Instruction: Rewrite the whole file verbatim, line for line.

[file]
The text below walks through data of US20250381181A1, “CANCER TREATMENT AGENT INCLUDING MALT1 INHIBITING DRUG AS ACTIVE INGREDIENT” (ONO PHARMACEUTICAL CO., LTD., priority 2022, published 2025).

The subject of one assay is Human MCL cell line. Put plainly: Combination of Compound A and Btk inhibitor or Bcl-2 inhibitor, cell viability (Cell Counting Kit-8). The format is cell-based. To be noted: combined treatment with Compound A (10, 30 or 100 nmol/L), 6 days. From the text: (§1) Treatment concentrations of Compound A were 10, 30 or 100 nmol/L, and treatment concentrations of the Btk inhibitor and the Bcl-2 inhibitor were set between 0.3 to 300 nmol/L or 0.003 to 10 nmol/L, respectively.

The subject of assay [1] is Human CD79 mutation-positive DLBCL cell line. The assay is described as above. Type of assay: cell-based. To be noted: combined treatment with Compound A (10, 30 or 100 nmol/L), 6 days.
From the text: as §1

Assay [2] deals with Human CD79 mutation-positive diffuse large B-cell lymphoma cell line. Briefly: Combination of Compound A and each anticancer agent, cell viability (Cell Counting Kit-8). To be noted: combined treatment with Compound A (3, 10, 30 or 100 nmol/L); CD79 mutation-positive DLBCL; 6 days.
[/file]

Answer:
The text below walks through data of US20250381181A1, “CANCER TREATMENT AGENT INCLUDING MALT1 INHIBITING DRUG AS ACTIVE INGREDIENT” (ONO PHARMACEUTICAL CO., LTD., priority 2022, published 2025).

The subject of one assay is Human MCL cell line. Put plainly: Combination of Compound A and Btk inhibitor or Bcl-2 inhibitor, cell viability (Cell Counting Kit-8). The format is cell-based. To be noted: combined treatment with Compound A (10, 30 or 100 nmol/L), 6 days. From the text: (§1) Treatment concentrations of Compound A were 10, 30 or 100 nmol/L, and treatment concentrations of the Btk inhibitor and the Bcl-2 inhibitor were set between 0.3 to 300 nmol/L or 0.003 to 10 nmol/L, respectively.

The subject of assay [1] is Human CD79 mutation-positive DLBCL cell line. The assay is described as above. Type of assay: cell-based. To be noted: combined treatment with Compound A (10, 30 or 100 nmol/L), 6 days.
From the text: as §1

Assay [2] deals with Human CD79 mutation-positive diffuse large B-cell lymphoma cell line. Briefly: Combination of Compound A and each anticancer agent, cell viability (Cell Counting Kit-8). To be noted: combined treatment with Compound A (3, 10, 30 or 100 nmol/L); CD79 mutation-positive DLBCL; 6 days.